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Updated from 2:19 p.m. EDT

In an environment in which the slightest slip of the tongue can be deadly (for bonds, at least),

Federal Reserve

policymakers voted unanimously Tuesday to leave interest rates unchanged and said the risk of disinflation still outweighs that of inflation.

The central bank noted "spending is firming," but also said it remains concerned about the labor market and that pricing power remains "muted," with the threat of disinflation outweighing that of inflation.

In its risk statement the Federal Open Market Committee noted that "upside and downside risks to the attainment of sustainable growth for the next few quarters are roughly equal" -- the same thing it said at its last meeting June 25. The panel also said the risk of a "fall in inflation exceeds that of a rise in inflation from its low level," and that that concern would have the upper hand for the near future.

The statement added: "The Committee believes that policy accommodation can be maintained for a considerable period."

Although that was supposed to sound like music to the bond market's ears, the benchmark 10-year note fell slightly after the announcement, with the yield rising to 4.36%. Stocks initially gained, with the

Dow Jones Industrial Average

recently up 23 points to 9241 and the

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adding 11 points to 1672.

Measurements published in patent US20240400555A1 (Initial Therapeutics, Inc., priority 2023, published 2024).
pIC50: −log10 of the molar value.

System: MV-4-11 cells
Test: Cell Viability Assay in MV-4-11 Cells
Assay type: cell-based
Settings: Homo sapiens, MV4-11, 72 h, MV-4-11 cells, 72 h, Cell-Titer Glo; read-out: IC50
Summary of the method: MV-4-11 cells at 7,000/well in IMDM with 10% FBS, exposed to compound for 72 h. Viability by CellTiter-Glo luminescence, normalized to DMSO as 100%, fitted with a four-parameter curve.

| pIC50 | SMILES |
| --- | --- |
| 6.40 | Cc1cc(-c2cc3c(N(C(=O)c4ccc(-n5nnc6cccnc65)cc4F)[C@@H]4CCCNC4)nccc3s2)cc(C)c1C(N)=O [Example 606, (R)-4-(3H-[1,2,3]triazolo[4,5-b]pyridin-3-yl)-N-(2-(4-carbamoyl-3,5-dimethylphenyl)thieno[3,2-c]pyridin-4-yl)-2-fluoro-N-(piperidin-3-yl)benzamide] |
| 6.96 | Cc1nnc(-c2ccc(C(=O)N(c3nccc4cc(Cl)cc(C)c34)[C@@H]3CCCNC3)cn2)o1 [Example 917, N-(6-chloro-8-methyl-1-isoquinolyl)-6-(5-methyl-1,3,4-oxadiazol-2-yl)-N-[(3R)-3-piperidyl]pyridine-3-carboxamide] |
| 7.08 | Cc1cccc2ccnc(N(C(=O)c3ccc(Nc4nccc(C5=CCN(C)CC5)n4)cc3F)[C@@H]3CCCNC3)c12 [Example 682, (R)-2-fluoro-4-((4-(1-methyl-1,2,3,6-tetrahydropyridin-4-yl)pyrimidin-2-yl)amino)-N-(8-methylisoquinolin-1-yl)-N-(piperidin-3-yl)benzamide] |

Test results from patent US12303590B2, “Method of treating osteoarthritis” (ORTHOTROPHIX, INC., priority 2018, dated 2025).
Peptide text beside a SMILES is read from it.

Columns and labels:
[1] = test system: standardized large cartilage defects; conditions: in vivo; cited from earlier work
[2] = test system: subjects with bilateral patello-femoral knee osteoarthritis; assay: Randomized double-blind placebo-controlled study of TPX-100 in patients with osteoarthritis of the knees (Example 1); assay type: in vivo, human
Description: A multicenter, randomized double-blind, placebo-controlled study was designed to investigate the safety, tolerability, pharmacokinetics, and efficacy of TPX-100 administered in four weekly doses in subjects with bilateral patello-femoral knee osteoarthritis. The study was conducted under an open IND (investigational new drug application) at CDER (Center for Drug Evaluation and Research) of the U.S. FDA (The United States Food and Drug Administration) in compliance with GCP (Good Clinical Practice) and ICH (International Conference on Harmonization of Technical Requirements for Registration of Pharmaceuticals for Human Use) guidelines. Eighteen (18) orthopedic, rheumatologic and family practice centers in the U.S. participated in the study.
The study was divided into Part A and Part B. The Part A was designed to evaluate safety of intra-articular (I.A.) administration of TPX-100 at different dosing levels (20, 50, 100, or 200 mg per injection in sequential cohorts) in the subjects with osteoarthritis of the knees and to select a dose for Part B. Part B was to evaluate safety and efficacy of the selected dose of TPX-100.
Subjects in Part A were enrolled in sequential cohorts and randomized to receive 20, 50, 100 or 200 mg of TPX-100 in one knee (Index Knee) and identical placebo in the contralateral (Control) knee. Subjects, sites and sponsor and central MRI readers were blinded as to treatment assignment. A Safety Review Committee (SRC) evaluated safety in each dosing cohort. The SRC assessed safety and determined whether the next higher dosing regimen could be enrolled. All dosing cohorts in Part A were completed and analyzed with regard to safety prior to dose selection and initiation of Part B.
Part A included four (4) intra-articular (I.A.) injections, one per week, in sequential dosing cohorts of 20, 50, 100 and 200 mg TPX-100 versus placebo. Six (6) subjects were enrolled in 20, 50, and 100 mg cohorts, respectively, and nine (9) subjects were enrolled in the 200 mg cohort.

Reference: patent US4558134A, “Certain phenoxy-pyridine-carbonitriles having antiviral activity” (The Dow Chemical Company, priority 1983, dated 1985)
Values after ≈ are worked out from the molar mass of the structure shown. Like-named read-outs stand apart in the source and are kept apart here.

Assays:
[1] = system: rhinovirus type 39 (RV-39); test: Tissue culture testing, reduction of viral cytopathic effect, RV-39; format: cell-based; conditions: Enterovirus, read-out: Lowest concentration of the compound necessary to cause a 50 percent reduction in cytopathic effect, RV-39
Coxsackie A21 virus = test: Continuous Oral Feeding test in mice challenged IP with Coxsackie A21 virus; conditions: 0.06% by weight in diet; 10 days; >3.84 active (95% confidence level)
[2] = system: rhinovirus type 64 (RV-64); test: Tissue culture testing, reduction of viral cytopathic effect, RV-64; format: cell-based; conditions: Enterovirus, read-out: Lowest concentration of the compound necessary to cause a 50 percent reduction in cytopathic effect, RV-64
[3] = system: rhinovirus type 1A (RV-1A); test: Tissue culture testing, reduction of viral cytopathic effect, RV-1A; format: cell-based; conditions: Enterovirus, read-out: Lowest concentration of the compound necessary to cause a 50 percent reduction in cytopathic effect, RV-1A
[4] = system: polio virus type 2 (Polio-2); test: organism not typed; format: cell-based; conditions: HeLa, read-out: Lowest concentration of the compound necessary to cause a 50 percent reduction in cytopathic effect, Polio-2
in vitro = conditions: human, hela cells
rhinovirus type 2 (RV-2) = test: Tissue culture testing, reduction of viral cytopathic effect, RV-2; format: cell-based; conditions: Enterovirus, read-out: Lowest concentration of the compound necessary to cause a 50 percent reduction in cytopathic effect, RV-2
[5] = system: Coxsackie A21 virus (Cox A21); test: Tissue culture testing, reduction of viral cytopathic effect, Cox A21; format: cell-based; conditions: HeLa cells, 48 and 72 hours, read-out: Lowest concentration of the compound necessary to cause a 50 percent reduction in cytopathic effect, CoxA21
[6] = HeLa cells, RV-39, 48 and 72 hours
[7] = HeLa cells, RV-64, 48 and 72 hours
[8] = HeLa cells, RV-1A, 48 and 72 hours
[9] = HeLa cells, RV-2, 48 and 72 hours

That statement echoed Alan Greenspan's promise to Congress last month that the Fed won't raise interest rates "for as long as it takes to achieve a return to satisfactory economic performance." The committee is hoping not to confuse market players further, after it provoked bond-price swings in June on mixed interpretations of the central bank's intentions.

"We have to assume we're on auto pilot for a long time," said Joel Naroff, chief economist at Naroff Economic Advisors. "They clearly don't fear inflation, and, for now, markets will understand this as a sign additional increases in rates are not supported by economic fundamentals."

In a slight change in wording, the Fed said labor market indicators are mixed, while "business pricing power and consumer prices remain muted." In its previous statement, it had noted "marked improvement in financial conditions, and stabilization in labor and product markets."

Concerns with slowing inflation resonated earlier fears the low-inflation trend could pose a risk to an upturn in activity. Recently, Fed governor Ben Bernanke said that even strong economic growth may not be enough to avoid disinflation.

The statement also said "an accommodative stance of monetary policy, coupled with still-robust underlying growth in productivity, is providing important ongoing support to economic activity."

The Labor Department reported U.S. productivity soared by 5.7% in the second quarter, from a 2.1% rate in the first quarter, which, to many, raised the prospect of economic expansion without job creation.

U.S. gross domestic product grew by a 2.4% annualized rate in the second quarter, ahead of an average forecast of 1.5%. And most economists expect growth to accelerate in the second half and in 2004 as tax cuts boost spending.

"They didn't give us a balance of risk on the growth side, but if they had, my interpretation is they would've said they expect the economy to grow," said Naroff.